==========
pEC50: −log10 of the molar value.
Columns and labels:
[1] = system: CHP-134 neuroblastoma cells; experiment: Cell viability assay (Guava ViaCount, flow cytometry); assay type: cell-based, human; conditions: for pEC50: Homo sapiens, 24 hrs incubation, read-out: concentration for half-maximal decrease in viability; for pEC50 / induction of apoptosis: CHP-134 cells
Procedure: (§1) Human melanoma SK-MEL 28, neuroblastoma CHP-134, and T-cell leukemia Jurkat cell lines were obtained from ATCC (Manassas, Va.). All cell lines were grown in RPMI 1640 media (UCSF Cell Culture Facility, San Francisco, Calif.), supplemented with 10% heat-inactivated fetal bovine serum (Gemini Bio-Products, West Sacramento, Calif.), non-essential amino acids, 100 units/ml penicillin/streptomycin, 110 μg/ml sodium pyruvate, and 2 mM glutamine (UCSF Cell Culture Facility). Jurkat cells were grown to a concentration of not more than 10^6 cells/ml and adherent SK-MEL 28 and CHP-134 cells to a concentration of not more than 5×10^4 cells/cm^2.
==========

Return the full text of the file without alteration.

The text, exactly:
pEC50: −log10 of the molar value.
Columns and labels:
[1] = system: CHP-134 neuroblastoma cells; experiment: Cell viability assay (Guava ViaCount, flow cytometry); assay type: cell-based, human; conditions: for pEC50: Homo sapiens, 24 hrs incubation, read-out: concentration for half-maximal decrease in viability; for pEC50 / induction of apoptosis: CHP-134 cells
Procedure: (§1) Human melanoma SK-MEL 28, neuroblastoma CHP-134, and T-cell leukemia Jurkat cell lines were obtained from ATCC (Manassas, Va.). All cell lines were grown in RPMI 1640 media (UCSF Cell Culture Facility, San Francisco, Calif.), supplemented with 10% heat-inactivated fetal bovine serum (Gemini Bio-Products, West Sacramento, Calif.), non-essential amino acids, 100 units/ml penicillin/streptomycin, 110 μg/ml sodium pyruvate, and 2 mM glutamine (UCSF Cell Culture Facility). Jurkat cells were grown to a concentration of not more than 10^6 cells/ml and adherent SK-MEL 28 and CHP-134 cells to a concentration of not more than 5×10^4 cells/cm^2.